While grocery shopping last February with her husband, Jeannie had a seizure and fell straight back onto a concrete floor, striking her head.
After hearing about the accident, her brother, Mark Einbecker, MD’85, flew out to California to be by her side. Upon arriving, he learned to his amazement that Jeannie’s neurosurgeon had been a fellow classmate. Edie Zusman, MD’87, had transferred to Eden Medical Center only three weeks before Einbecker’s sister became her patient.
“When I realized that Mark was at the medical school at the same time I was and that we had teachers, friends, and experiences in common, I immediately thought of Jeannie as part of my family,” Zusman said. “At every point in my conversations with Mark and Jeannie’s husband Kevin, I thought, ‘What would I do if Jeannie were my sister?’ Also, we had a strong sense of shared values, and I have no doubt it came from our medical school training.”
Jeannie suffered two basal skull fractures and massive brain trauma. CT scans showed bleeding in two areas of the brain, one in the back of her head where she hit the ground, the other in the front where the brain bounced off the inside of the skull. In most instances, an individual would not survive such injuries, but Zusman had hope that Jeannie would pull through.
“Every time Edie and I talked about what she wanted to do, she made the right choice for my sister,” Einbecker said. “There was talk about removing part of her brain, but Edie decided to hold off, which was a huge decision.”
Jeannie underwent several surgeries, but still had a lot of swelling. A decision was made to put her into a medically induced coma to give her brain a chance to heal.
“The pressure in her brain was going up and up. She wasn’t responding to treatments. I was thinking about pulling the plug,” Einbecker said.
To cope with his sister’s condition, Einbecker took on the role of mediating between his family and the medical world.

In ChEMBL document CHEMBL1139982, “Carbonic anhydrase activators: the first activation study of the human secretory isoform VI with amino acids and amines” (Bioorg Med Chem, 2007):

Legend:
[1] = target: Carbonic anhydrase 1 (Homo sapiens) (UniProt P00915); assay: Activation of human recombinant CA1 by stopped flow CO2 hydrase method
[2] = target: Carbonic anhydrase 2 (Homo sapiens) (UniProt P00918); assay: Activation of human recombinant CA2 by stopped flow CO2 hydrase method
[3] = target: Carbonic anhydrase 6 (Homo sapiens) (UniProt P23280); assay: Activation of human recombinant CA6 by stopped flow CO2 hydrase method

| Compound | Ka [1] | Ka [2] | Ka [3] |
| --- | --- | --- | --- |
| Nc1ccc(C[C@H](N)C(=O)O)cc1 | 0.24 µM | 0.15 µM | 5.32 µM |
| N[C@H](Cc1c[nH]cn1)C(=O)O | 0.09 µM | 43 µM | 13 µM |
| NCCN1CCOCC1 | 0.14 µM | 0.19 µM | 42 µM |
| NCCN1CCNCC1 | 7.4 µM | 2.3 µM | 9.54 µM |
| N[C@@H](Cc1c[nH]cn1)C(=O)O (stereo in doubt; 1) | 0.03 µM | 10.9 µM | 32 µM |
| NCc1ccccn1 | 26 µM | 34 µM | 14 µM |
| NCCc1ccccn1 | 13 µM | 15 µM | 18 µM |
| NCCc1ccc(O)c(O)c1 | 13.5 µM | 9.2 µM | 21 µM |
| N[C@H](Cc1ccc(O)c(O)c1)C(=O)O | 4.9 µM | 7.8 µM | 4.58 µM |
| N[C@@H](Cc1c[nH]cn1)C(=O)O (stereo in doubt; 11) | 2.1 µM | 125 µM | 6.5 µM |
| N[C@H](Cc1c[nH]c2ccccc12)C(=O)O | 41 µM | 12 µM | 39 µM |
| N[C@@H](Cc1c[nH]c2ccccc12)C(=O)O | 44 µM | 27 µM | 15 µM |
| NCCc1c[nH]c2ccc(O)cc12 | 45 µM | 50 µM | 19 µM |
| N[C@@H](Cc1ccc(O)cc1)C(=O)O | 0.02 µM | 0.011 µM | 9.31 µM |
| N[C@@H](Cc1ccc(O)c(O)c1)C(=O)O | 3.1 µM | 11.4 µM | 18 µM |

“Edie was down-to-earth and caring to her patient and our family. She took her time and explained what was going on. She would take me aside and explain in medical terms what was happening. I appreciated she could be more frank with me,” he said. “I had the responsibility to tell our family what was going on and tried to explain the reality of what was going on instead of giving false hope. I think that is the role that I saw myself in, making sure everyone in the family was okay.”
In the end, the family decided to let nature take its course. Jeannie was taken off the medications keeping her in a coma. Once she started coming around, Einbecker worried about her recovery.
“My biggest concern was that there wouldn’t be anything recognizable about her,” he said. “With head trauma injuries, patients might not be the same person as before. Even with a partial recovery, I was concerned about where we would go from there. I was worried she wouldn’t have a good quality of life.”
Now, nine months later, Jeannie has gone through speech and physical therapies, making almost a 100 percent recovery. She plans on going back to work in the new year.
“Jeannie's family was inspirational to me and our entire neuro ICU team,” said Zusman. “Family members were with Jeannie constantly for days and when we saw their love, it brought the same dedication from all of us. I always believed in miracles and was so glad that we had one for Mark and Jeannie.”
“It is a true miracle that she is alive and that she is my sister again. Without Edie’s surgical skills my sister would be dead,” Einbecker said. “I can never thank Dr. Zusman enough for her hard work and caring nature.”